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Sro,—Onr generals in Africa seem to be making no effort to approach the enemy's position by trenching, although an assault without such aid, however strong the attacking force...

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Sin.—Owing to an error in punctuation, &c., one sentence in my letter on the above subject in your issue of January 6th was rendered somewhat unintelligible. It should have,...


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OF THE "SPECTATOR-1 SIR,—In the Spectator of December 30th you cite that fine passage from R. L Stevenson's letters regarding mission work. May I add w bat I think is its...

[To THE EDITOR OF THE "SPECTATOR.") Sin,—The probable utility of

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shields in war has been tested to a point not known to you and the writers of the recent letters in the Spectator. General Roy Stone, of Washington, is the inventor of a shield...

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(TO THE EDITOR OP THE "SPECTATOR.") SIR,—Your footnote to Mr.

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Mackarness's letter in the Spectator of January 6th so pregnantly exposes the prema- ture character of his attack upon Sir Alfred Milner that no further comment on this point is...


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[To THE EDITOR OP THE "SPECTATOR."] SIR,—The following extract from a letter written by a Danish Judge of the Supreme Court in Copenhagen will, I think, be interesting to...


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[TO THE EDITOR OP THE "SPECTATOR.") SIR,—Your correspondent, Mr. Edward Stanley Robertson, has been misinformed as to the circumstances of Dr. Little- dale's death, and the...


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[To THE EDITOR OP THE "SPECTATOR."] SIR,—I was greatly surprised to read the accusation in your editorial note of last week that I had unfairly attacked a man incapable of...


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[To THE EDITOR OP THE "SPECTATOR."] SIR,—May I withdraw the doubt I expressed of the correct- ness of your conclusion as to the "close of the century "? I had forgotten that...


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[TO THE EDITOR OP TIIE "SPECTATOR."] Ste,—In your review of "A Birthday Book," by Mrs. M. L. Gwynn, you say : "For the first time we have a book of daily quotations compiled...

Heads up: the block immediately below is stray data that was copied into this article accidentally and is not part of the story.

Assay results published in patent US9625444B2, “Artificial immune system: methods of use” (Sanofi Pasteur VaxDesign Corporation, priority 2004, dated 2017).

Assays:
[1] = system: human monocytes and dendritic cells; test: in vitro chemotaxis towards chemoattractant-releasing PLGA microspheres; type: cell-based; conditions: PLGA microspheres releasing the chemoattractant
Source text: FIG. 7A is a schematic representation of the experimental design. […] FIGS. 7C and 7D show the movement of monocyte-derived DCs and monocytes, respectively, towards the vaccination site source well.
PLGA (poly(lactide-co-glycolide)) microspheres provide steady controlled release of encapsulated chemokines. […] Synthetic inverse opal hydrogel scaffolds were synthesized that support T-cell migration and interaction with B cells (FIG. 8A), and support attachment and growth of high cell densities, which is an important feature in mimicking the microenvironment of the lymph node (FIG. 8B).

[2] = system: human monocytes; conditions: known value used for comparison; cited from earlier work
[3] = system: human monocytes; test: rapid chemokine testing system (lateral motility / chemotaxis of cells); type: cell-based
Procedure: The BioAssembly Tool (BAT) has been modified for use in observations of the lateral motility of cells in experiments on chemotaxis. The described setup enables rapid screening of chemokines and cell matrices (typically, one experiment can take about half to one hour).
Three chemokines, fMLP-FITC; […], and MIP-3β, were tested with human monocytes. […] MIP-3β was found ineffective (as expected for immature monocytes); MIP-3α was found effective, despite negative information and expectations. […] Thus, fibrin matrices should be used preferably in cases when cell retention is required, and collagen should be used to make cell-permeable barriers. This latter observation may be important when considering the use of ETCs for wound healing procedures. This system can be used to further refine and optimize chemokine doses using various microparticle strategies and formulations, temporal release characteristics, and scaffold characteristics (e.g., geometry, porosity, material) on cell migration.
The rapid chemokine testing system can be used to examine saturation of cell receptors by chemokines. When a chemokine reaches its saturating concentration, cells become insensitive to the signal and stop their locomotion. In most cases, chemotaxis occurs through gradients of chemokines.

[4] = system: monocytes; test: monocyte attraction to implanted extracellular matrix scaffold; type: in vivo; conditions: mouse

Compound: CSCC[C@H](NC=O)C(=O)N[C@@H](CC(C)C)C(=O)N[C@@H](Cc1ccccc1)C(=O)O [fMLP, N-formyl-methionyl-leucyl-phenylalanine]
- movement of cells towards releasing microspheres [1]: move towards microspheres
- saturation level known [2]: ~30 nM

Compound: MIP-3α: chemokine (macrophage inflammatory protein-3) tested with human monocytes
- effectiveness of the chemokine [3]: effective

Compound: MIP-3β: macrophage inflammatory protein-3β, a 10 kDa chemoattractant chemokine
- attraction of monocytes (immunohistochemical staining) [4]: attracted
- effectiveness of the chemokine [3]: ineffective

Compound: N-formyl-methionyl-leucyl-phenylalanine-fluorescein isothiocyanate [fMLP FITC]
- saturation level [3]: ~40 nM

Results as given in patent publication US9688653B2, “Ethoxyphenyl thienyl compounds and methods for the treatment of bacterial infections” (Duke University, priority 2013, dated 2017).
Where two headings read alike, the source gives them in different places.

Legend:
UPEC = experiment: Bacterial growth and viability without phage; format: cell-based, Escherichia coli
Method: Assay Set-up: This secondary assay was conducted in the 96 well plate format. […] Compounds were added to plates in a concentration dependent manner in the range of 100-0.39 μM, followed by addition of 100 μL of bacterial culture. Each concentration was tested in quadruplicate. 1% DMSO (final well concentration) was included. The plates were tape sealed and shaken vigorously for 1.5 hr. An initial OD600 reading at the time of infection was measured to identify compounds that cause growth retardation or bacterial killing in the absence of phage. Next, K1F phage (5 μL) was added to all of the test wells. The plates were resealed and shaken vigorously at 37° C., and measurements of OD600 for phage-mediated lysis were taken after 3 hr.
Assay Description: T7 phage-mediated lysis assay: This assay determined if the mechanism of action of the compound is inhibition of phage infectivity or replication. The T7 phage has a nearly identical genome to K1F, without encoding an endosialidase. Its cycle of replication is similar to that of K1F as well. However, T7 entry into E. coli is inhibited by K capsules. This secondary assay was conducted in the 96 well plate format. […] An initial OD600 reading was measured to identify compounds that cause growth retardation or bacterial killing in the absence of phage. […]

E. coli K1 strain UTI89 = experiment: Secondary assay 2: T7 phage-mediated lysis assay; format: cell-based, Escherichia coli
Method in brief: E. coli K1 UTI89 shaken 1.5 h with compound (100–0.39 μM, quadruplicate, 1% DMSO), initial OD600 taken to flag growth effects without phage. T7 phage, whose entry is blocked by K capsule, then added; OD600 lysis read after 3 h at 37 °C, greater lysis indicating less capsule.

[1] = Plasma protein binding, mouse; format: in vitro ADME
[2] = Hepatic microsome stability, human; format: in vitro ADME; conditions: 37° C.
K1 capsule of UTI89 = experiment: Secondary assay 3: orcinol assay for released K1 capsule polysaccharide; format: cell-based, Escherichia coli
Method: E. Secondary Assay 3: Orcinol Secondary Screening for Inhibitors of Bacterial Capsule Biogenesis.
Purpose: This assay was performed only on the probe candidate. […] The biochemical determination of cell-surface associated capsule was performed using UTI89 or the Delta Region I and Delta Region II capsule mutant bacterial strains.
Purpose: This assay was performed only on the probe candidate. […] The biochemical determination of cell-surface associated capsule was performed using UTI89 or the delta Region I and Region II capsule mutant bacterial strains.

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THE GARDEN COLONY. (A REMINISCENCE OF NATAL.) THERE is no winter in this land of flowers, But only storm and sunshine : fiery heat Bursting in furious cataracts of rain. The...


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[TO THE EDITOR OF THE "SPECTATOR."] SIR,—Your editorial note to my letter in the Spectator of January 6th, makes it necessary for me to address you again. You have adhered to...


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[TO THE EDITOR OF THE "SPECTATOR."] SIR,—Lest, in the sadness and anxiety that overshadow us from the war in South Africa, we forget there is a bright lining to every cloud,...

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THE NEW GALLERY. THE riches of English private collections of pictures seem to be without limit, and the readiness of the owners to lend their treasures admirable. While the...


The Spectator

MR. FREDERIC HARRISON'S ESSAYS.* THESE essays are very unequal. Those which come under the heading of "Other Literary Estimates" are far more interesting than the three from...

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GENTLE SAVAGES.* HERE is a book which might have been

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written forty years ago. Yet so strong a grip has it upon the reader that its pages might be the impressions of yesterday; so strong a grip have its scenes upon its author that,...

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IT is almost better to be known for a dunce than for a wit. A dunce expects nothing of posterity, and may win a higher reputation than he deserves. A wit is secure of misunder-...

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TRUTH and sincerity seldom shine more clearly through the words of a book than in Mr. Rider Haggard's Farmer's Year. It sets out the life of the country, not of those who merely...